The European Union's statistics agency Wednesday said output fell by 0.2% from December 2013, although it was up 2.1% from January 2013. The decline in output was a surprise, with the consensus forecast of 22 economists surveyed by the Wall Street Journal last week being for an expansion of 0.5%
The decline in output may worry members of the European Central Bank's governing council, although they expect only a modest economic expansion over coming years. Last week, the central bank's economists said they expect growth of 1.2% this year and 1.5% next. At the same time, council members agreed to leave policy unchanged, a signal that officials are confident the economy is recovering and consumer prices will accelerate without further help.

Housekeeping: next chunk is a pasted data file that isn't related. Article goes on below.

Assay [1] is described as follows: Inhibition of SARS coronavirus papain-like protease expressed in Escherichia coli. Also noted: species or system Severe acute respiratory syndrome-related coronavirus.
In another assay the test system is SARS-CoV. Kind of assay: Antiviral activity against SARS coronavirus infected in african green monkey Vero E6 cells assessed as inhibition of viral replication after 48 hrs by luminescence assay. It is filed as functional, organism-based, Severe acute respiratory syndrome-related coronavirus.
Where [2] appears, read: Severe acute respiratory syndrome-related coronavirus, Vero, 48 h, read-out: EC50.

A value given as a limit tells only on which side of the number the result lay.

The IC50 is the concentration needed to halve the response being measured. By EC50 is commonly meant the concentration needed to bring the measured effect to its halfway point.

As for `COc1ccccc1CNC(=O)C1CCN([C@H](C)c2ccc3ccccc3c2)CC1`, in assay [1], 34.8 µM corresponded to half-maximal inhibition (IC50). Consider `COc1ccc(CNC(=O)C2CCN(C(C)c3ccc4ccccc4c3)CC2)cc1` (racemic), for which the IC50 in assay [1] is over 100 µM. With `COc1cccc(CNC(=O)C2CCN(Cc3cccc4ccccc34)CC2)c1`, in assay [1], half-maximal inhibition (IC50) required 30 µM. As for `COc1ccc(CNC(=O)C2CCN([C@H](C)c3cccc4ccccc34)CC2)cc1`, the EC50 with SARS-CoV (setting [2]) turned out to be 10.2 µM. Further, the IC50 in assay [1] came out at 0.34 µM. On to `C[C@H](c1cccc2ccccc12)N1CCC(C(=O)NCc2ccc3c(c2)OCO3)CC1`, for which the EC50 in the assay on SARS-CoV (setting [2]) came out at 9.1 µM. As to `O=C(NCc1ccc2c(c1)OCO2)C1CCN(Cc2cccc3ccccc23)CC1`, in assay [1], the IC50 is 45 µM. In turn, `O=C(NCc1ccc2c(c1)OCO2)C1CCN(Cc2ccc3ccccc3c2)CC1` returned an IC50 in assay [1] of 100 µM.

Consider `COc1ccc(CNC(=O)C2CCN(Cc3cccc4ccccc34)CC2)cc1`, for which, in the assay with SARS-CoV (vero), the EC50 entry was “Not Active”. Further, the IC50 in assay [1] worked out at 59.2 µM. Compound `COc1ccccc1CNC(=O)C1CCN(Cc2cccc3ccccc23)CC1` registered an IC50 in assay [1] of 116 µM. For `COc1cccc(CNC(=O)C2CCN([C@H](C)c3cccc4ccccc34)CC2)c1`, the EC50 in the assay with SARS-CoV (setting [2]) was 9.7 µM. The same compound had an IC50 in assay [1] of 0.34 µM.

While the decline in industrial output does raise questions about the strength of the economy at the start of the year, business surveys have indicated that growth is picking up, while retail sales during January rose more sharply than at any time since 2001.
The decline in output wasn't widespread across the currency area, with increases recorded in Germany and Spain. However, there was a very sharp fall in the Netherlands, the euro zone's fifth largest member, which saw output drop by 6.4% from December, while in Finland, output fell by 3.5%, and in France, it fell by 0.3%.
Figures for December were revised higher, and Eurostat now estimates that output fell 0.4% during the month, having previously calculated they fell 0.7%